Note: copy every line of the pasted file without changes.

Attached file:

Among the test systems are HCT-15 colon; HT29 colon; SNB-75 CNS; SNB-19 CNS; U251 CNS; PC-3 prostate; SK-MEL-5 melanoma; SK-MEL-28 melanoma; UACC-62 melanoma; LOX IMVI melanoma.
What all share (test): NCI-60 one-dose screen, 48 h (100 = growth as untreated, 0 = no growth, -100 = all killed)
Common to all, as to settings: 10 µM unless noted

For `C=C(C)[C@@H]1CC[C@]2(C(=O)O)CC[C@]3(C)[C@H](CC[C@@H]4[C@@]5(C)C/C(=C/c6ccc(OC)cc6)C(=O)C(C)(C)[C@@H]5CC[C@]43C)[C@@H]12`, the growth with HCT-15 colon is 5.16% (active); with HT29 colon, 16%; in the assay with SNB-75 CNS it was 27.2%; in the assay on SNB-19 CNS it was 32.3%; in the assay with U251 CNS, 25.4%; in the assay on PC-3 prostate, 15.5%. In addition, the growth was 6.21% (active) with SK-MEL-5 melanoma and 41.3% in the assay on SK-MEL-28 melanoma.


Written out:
Among the test systems are HCT-15 colon; HT29 colon; SNB-75 CNS; SNB-19 CNS; U251 CNS; PC-3 prostate; SK-MEL-5 melanoma; SK-MEL-28 melanoma; UACC-62 melanoma; LOX IMVI melanoma.
What all share (test): NCI-60 one-dose screen, 48 h (100 = growth as untreated, 0 = no growth, -100 = all killed)
Common to all, as to settings: 10 µM unless noted

For `C=C(C)[C@@H]1CC[C@]2(C(=O)O)CC[C@]3(C)[C@H](CC[C@@H]4[C@@]5(C)C/C(=C/c6ccc(OC)cc6)C(=O)C(C)(C)[C@@H]5CC[C@]43C)[C@@H]12`, the growth with HCT-15 colon is 5.16% (active); with HT29 colon, 16%; in the assay with SNB-75 CNS it was 27.2%; in the assay on SNB-19 CNS it was 32.3%; in the assay with U251 CNS, 25.4%; in the assay on PC-3 prostate, 15.5%. In addition, the growth was 6.21% (active) with SK-MEL-5 melanoma and 41.3% in the assay on SK-MEL-28 melanoma.